So how do kids get ringworm?
Often, it is like many other infections they get and they simply get it from other kids at daycare or school or even from infected family members.
There are types of ringworm fungi that do infect pets and wild animals though, and although it is likely a rare source of infection for children, there are some that are even found in the soil, so there are many different sources for a child's ringworm infection.
You can even get ringworm by having contact with objects that have had contact with an infected person or pet, such as a brush, towel, or hat.
If your child has ringworm and you have a pet, especially a kitten or a puppy, then you should likely check your pet for a rash, or contact your veterinarian to make sure your pet isn't infected and the source of your child's infection. This can be important so that your child doesn't get reinfected over and over.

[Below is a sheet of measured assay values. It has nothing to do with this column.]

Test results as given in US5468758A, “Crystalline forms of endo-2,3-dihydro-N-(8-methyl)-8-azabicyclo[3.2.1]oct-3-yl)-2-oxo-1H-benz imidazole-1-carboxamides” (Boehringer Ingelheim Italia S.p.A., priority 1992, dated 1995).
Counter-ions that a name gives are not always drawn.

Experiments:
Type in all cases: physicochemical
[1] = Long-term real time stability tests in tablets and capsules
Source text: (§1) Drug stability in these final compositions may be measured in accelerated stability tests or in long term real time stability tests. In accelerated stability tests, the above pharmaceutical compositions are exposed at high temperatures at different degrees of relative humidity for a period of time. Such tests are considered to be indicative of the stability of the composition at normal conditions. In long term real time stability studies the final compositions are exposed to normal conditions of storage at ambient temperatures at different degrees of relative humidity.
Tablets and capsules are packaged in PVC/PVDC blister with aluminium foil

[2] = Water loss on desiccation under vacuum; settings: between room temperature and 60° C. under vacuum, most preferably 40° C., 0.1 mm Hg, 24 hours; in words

Finding the source of the ringworm infection also becomes more important if your child's ringworm keeps coming back.
And although ringworm is contagious, your child doesn't usually have to stay home from school or daycare while he is being treated for ringworm. If you want to be extra careful that he doesn't infect anyone else, you could cover the ringworm for the first 48 hours of treatment, since it does usually require direct contact to spread the infection. After 48 hours, a ringworm is usually not contagious anymore.